In Iowa Bankers Benefit Plan v. United States, the Court of Federal Claims decided that the Iowa Bankers Benefit Plan, a group health arrangement, is within the Affordable Care Act (“ACA”) definition of a “covered entity” under Section 9010 of the ACA, subject to the annual fee on health insurance providers. Section 9010 of the ACA is not codified, but is interpreted by the IRS regulation at 26 C.F. R. Part 57, and is only applicable if the covered entity’s net premiums are over $25 million.
The Iowa Bankers Association (“IBA”) claimed that its group health arrangement is not an entity subject to the annual fee for two alternative reasons: (1) because under Section 9010(c)(2)(D), the entity is a voluntary employees’ beneficiary association (“VEBA”) “established by an entity (other than by an employer or employers),” or (2) because under Section 9010(c)(2)(A) the entity constitutes a “single employer that self-insures its own employees’ health risks.” If the IBA entity had qualified for either statutory exclusion, it would have been entitled to a refund of its annual fee payments for 2014, 2015, and 2016, a total sum of about $3.7 million.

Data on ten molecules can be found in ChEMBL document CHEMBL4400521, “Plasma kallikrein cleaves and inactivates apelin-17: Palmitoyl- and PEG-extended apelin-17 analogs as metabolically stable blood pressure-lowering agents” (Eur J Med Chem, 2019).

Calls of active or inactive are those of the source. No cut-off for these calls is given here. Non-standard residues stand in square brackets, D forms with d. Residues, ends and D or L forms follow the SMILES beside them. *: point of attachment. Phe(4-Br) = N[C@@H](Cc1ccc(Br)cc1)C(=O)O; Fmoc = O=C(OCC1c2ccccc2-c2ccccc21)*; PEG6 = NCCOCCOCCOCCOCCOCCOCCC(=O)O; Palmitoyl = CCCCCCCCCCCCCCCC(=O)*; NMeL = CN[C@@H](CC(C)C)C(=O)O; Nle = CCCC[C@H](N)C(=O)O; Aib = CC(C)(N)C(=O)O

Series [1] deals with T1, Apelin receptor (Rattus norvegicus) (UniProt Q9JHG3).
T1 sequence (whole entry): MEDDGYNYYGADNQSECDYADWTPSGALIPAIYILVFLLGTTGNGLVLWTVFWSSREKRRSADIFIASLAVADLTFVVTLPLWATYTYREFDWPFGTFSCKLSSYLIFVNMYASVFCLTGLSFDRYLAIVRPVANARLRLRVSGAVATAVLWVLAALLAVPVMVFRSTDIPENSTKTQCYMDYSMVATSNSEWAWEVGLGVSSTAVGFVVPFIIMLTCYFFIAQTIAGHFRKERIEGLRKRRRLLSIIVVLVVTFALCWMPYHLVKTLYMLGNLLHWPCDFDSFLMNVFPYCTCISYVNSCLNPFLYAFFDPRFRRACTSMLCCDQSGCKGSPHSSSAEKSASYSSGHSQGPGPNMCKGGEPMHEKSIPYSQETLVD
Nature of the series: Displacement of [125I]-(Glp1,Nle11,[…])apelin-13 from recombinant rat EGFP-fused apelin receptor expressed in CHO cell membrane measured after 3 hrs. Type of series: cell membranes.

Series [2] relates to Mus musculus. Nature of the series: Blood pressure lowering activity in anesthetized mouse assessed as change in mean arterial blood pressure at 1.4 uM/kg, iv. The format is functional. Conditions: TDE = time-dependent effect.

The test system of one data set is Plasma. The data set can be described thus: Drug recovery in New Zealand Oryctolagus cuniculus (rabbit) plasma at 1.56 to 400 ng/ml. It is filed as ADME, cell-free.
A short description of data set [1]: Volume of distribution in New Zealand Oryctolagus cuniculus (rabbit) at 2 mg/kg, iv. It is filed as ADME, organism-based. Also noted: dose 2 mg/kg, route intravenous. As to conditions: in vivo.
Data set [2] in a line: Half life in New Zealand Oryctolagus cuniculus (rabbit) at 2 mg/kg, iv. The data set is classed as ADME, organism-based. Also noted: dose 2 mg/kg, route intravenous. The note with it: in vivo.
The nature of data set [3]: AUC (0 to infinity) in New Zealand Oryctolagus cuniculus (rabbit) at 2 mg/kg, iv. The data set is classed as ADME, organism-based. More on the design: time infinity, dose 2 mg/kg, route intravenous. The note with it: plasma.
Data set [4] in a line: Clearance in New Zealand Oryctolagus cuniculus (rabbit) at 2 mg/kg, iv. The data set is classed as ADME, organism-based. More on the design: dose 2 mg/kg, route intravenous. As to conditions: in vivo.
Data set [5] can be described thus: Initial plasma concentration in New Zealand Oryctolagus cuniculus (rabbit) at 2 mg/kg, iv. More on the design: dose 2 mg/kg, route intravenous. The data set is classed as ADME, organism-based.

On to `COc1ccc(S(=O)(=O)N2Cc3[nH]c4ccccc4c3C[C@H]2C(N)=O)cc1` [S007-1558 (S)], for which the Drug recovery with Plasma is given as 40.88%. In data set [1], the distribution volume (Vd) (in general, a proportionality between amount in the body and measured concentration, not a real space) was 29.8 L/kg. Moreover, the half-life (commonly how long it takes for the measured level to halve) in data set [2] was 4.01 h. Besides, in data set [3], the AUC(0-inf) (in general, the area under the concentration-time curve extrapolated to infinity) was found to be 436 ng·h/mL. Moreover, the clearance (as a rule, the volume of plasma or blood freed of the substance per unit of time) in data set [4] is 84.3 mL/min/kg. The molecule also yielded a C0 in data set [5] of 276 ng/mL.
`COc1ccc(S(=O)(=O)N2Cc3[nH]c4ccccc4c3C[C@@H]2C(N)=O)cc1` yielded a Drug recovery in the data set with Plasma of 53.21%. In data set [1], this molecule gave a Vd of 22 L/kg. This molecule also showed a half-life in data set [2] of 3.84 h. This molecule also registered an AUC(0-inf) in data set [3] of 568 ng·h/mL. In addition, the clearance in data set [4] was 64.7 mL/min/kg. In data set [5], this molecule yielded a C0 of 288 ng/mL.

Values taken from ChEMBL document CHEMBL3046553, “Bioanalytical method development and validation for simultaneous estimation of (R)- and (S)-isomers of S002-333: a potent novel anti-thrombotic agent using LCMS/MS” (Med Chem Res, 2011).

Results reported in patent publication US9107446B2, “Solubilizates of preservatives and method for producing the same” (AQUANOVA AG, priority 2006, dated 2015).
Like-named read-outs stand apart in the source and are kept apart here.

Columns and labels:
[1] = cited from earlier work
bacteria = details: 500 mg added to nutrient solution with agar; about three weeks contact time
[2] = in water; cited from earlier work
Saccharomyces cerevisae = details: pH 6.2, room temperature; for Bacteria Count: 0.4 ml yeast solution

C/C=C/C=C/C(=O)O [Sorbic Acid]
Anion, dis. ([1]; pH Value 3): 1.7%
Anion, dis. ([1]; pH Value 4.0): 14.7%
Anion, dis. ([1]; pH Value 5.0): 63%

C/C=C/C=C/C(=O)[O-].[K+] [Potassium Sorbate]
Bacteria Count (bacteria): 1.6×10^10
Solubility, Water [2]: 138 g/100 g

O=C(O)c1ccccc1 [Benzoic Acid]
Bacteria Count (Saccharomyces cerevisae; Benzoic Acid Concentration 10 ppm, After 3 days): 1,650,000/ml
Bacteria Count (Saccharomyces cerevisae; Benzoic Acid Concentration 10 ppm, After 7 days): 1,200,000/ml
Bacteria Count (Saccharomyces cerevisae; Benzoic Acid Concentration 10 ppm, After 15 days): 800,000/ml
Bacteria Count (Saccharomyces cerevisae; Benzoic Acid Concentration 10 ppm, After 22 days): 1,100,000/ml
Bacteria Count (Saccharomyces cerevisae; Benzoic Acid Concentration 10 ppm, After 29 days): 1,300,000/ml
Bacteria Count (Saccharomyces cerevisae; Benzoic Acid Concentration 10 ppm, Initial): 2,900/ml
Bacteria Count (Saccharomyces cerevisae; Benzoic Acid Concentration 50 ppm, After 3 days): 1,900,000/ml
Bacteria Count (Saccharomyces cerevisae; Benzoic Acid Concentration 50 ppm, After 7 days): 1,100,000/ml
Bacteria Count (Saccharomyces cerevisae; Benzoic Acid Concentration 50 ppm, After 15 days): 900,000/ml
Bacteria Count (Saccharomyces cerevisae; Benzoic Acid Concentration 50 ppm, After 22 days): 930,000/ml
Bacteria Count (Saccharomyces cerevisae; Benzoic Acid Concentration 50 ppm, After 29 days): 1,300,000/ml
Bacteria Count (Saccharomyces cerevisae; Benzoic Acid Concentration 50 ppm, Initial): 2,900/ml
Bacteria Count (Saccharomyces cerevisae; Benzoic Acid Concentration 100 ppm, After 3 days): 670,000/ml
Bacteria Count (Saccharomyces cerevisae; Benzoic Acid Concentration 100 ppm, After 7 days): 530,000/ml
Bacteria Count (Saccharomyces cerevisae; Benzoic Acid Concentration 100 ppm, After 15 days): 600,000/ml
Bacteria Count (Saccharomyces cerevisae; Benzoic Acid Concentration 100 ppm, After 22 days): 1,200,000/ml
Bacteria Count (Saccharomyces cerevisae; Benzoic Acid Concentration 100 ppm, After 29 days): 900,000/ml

For both claims, the IBA argued that the IRS implementing regulation is an invalid interpretation of the statute. Initially, in its refund claim before the IRS and in its complaint, the IBA argued only that its group health arrangement is exempt from the covered entity fee because its VEBA was not established by employers, but was established by the IBA’s wholly owned for profit subsidiary, IBIS. On this point, the Court concluded that the statute was ambiguous, but that the implementing IRS regulation was entitled to Chevron deference, and that under the regulation, exempt VEBAs were limited to those established by unions or other employee organizations, and IBIS was neither. The Court also noted that the IBA arrangement is a “multiple employer welfare arrangement,” that stands for MEWA, “an employee welfare benefit plan, or any other arrangement [. . .], which is established or maintained for the purpose of offering or providing welfare benefits to the employees of two or more employers,” and that under the IRS regulation, which reflected the Joint Committee on Taxation’s Blue Book explanation of ACA Section 9010, VEBAs that are MEWAs are not excluded from the fee.